Jason Cabinda isn’t quite used to having a shadow.
The young middle linebacker, just a sophomore when he stepped into a big-time starting role after a torn ACL sidelined teammate Nyeem Wartman-White for the season, spent the entirety of 2015 in “transition mode,” thrust into a new position and a lot of pressure.
Now, another new experience is underway for Cabinda. He’s getting pushed by competition and a maturing depth chart — specifically, by sophomore Jake Cooper.
“It’s an interesting perspective,” said Cabinda. “Before, it would just be me and Nyeem keeping up with each other in camp so that I could learn the playbook, and now it’s Coop buggin’ me to learn the playbook.”
Cooper, whose first collegiate start came in the TaxSlayer Bowl against Georgia and who put on 10 pounds of muscle this spring, is nipping at the heels of the ‘backers in front of him and eager to see some time on the field this season.
But where that will be is fluid.
Defensive coordinator and linebackers coach Brent Pry is a bit of a wild card in terms of scheme, now even more so in the second tier due to the fact that the unit is a bit thin.
Being able to play two positions helps out the team as well, it gives us a bit more breathing room depth-wise. If you have a guys who can play two spots, wherever help is needed you can put him in that role. I think, for the most part, every guy here plays two spots.
Linebacker Jake Cooper
Pry wants to rotate Wartman-White, Brandon Bell, Cabinda, Cooper and Manny Bowen throughout most of the spots in the second tier — orbiting around the Mike spot, as needed. While Bell and Cooper can both play Mike if the defense should call for it, the main battle is between Cabinda and Wartman-White.
“It is going to ultimately be an important decision who lines up at Mike and commands the defense,” said Pry. “You go back to 2014 and the job that Mike Hull did, and that’s what we’re looking for. That’s kind of the model. A guy that can do what Mike (Hull) did for us.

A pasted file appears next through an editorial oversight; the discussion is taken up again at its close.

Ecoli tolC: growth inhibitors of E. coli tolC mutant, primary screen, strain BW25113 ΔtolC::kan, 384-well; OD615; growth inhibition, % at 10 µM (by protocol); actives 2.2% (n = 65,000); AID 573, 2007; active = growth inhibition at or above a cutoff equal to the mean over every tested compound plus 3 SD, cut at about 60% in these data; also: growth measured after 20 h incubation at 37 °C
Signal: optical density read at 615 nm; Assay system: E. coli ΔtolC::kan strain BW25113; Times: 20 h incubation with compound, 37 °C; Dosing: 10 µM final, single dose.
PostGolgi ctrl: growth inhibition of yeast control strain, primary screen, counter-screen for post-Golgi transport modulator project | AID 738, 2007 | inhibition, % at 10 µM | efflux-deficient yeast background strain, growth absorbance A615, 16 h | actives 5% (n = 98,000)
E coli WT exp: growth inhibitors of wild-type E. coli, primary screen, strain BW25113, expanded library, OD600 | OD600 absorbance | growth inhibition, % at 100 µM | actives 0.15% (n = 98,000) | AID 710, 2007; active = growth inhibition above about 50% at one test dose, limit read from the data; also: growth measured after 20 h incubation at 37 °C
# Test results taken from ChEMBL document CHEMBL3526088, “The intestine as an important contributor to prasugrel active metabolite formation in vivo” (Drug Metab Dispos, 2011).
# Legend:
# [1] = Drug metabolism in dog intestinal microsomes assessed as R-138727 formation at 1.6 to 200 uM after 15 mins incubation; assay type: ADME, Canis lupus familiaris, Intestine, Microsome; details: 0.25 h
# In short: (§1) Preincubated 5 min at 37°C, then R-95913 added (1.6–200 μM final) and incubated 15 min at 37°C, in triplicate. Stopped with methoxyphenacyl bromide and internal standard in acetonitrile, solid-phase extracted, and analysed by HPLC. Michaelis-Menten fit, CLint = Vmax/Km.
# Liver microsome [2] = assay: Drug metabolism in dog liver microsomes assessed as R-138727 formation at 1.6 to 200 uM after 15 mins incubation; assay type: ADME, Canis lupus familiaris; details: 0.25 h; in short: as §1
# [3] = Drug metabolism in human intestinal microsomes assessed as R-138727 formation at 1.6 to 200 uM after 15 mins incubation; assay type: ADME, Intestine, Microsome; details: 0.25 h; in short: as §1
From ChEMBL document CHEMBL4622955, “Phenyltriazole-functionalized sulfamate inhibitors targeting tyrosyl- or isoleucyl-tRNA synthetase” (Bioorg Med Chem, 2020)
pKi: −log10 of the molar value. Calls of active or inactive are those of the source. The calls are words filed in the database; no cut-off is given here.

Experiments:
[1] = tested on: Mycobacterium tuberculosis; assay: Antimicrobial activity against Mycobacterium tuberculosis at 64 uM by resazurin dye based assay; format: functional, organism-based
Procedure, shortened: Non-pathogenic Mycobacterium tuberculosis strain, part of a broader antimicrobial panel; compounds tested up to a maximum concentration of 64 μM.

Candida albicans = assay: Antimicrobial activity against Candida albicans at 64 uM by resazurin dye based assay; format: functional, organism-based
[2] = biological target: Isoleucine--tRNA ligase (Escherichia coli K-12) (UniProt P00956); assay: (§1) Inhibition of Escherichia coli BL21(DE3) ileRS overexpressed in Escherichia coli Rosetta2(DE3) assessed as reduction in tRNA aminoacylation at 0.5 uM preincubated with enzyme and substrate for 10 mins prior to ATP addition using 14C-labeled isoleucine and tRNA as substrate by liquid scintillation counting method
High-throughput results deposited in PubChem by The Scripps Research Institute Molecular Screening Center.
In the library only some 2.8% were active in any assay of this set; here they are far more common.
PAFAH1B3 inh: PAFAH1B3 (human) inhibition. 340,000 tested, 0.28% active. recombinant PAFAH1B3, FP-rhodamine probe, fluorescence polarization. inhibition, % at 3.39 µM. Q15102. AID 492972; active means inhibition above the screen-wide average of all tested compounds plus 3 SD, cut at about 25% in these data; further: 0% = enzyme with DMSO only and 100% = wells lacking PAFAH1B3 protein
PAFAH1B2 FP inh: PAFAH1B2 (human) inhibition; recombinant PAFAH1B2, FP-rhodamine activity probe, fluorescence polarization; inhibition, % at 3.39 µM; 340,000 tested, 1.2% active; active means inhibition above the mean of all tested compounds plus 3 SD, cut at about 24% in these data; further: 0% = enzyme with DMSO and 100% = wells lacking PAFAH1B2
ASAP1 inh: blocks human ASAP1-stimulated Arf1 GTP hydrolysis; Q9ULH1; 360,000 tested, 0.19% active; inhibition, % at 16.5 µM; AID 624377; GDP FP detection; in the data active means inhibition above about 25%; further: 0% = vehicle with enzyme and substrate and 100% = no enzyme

“Each year it’s a little bit different. Guys bring different qualities to the table as far as strengths. Jason’s got some strengths that you just don’t find everywhere in his leadership, his command, his confidence, his knowledge of the game. The awesome thing in the room is that Nyeem’s got a lot of those same qualities. So it is an important decision. I think there will be some separation, some delineation between those guys in what takes place.”
Cooper is training to be versatile at the Mike and the Will — he will back up either Wartman-White or Cabinda in the middle, and be a big contributor on the weak side.
“I’ll take whatever opportunity I can get,” he said. “Being able to play two positions helps out the team as well, it gives us a bit more breathing room depth-wise. If you have a guys who can play two spots, wherever help is needed you can put him in that role. I think, for the most part, every guy here plays two spots.”
And Bowen is Bell’s “shadow” at Sam but is also learning the Will.
“It’s definitely a learning process, coming from the field and being moved to the boundary,” Bowen said. “And then, coming from the boundary and moving to the field. Because those are two positions that really ask for a lot. So it’s going to be a transition but I’m excited to make it happen when it needs to happen, and show everybody what I can do.”
The sophomore, much like Cooper, was thrust into play much earlier than expected as injuries plagued the unit last season. He said he had originally been told he would “yellowshirt” — Penn State’s word for a player who isn’t confined to a redshirt but won’t see much time on the field — but began to be an impact player on special teams and a go-to backup at linebacker when Bell got hurt in 2016.
“Me and Coop, we came in together and we’re doing the same thing. We both are young guys who are grinding behind more experienced players and trying to see time on the field,” he said.
“We’re really excited, both of them are going to have a good camp,” said Cabinda. “I think the competition in the room is the best it’s been since I’ve been here. That’s really important.”